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Young woman’s ‘extraordinary’ African experience

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AMELKSHAM woman has fondly recalled her time volunteering in Rwanda before Christmas, and is pursuing a new career path as a result of her experience.

21 year-old Sarah Gale spent two months in Rwanda’s capital city Kigali, volunteering with the Christian charity Tearfund in autumn last year. Since returning, she has decided to try working with disabled children, which formed part of the charity’s work.

Sarah said, “I am currently job hunting and looking to work with children with disabilities. The work we did in Rwanda showed me that I loved working with handicapped children, and I’m now considering it as a career.

“As well as that, we spent time teaching English, running holiday camps, farming, and helping with youth work and self-help groups.

“We also wrote reports on the charity’s beneficiaries. One who affected me most was a woman called Asiat who lives with HIV/AIDS.

“When Asiat was extremely poor she was given a cow by the African Evangelic Enterprise, which meant she could make money out of the manure and milk. She now has buildings to rent out, three cows of her own, manure with which to grow vegetables, employed farmers, and has given cows away to her neighbours.

“When a cow has its first calf it is given to another family so that they can also benefit. It would be really nice to see more of that sense of community in the UK.

“At first I struggled to see how we were helping because the results weren’t always tangible. I wanted the feeling of satisfaction that I had done something amazing with immediate results. Looking back, this was selfish. I think that the impact we make cannot always be seen; we may never see the banana tree we planted fully grown, or even be able to taste its bananas, but that doesn’t mean it isn’t a real help.

“All the people we worked with always thanked us for what we did, they seemed genuinely grateful and such gratitude made me feel very happy.

“Overall the experience was wonderful. The culture shock was difficult to deal with, and I think I spent a whole week crying because everything was so overwhelming! But once I got over the initial shock I really enjoyed the difference in culture.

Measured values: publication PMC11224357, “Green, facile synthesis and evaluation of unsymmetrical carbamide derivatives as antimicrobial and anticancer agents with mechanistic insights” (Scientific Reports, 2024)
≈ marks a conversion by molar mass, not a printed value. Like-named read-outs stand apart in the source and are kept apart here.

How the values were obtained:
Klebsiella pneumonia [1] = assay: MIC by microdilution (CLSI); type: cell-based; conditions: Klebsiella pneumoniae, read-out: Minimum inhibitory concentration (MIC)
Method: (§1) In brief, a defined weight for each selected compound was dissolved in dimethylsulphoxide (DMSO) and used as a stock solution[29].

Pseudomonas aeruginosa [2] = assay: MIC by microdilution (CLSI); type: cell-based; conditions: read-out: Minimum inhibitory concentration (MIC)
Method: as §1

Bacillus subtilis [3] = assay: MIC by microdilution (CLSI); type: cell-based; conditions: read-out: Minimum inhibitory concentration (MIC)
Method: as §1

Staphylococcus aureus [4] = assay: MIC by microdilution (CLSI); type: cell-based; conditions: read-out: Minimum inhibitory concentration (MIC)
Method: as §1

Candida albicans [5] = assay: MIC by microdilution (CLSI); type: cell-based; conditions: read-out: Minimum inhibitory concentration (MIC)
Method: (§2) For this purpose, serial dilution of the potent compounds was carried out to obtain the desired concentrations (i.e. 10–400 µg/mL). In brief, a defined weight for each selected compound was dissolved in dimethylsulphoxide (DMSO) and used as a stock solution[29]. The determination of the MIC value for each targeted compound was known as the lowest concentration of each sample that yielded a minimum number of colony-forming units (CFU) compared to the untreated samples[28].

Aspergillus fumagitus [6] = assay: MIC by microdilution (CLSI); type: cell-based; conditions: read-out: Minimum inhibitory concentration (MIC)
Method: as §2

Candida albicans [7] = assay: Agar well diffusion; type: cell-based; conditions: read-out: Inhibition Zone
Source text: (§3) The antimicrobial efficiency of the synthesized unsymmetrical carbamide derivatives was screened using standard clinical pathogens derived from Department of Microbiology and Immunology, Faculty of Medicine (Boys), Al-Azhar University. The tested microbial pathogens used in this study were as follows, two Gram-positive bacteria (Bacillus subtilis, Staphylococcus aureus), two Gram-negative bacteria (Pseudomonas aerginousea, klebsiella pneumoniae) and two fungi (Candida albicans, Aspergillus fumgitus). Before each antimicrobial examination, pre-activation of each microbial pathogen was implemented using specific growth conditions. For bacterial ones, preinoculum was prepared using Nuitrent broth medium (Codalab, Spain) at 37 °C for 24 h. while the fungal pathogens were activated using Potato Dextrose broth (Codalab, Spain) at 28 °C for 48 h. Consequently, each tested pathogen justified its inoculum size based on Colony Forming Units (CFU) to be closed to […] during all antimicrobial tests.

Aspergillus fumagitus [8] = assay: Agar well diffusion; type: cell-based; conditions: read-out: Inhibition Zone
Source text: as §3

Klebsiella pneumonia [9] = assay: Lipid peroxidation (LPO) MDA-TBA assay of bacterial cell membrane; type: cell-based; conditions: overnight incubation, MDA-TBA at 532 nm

“The language barrier was very difficult, often there were words which just couldn’t be translated and if there was a joke we missed it and got a weak translation. I did try to learn but I could only ever remember a handful of phrases, which made conversation difficult without a translator.

“There was a much deeper sense of community and willingness to make time for others. There is less pressure to be on time for everything; their lives are more people-focused and I liked that. Everyone  you meet will say hello rather than keeping their heads down and avoiding eye contact.

“The businesses there also seemed to be helping each other, just for the sake of helping and getting very little in return.

“Our team of eight lived in a fairly small space for two months so we had to enjoy each other’s company! Fortunately I had a wonderful team who I loved spending time with and miss very much. We still remain good friends.

“We would visit the local bakery to buy the amazing banana bread, visit local attractions, play games, and go walking with the local volunteers – it turned out that their definition of a walk was very different, and many took over three hours!

“My friends and family back home panicked a little bit when news broke about the Ebola crisis, but we were much too far away to be affected.

“I will look back at my whole experience with fondness; it really was extraordinary.”

Tearfund is a Christian humanitarian organisation that works in poor areas around the world. To find out more, go to www.tearfund.org.